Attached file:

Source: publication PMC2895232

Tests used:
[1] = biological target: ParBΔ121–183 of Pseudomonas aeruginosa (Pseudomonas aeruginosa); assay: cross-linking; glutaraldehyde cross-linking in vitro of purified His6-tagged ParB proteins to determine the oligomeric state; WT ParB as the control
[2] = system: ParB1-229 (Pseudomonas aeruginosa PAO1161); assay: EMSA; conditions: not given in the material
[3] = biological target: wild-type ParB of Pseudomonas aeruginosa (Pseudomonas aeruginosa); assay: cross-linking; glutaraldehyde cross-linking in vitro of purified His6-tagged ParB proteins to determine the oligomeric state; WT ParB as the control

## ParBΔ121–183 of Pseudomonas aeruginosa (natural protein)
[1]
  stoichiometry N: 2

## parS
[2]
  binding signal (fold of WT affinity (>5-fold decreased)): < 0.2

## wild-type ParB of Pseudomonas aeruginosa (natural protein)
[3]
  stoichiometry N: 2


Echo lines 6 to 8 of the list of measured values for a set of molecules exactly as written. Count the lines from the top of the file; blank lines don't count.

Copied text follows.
## ParBΔ121–183 of Pseudomonas aeruginosa (natural protein)
[1]
  stoichiometry N: 2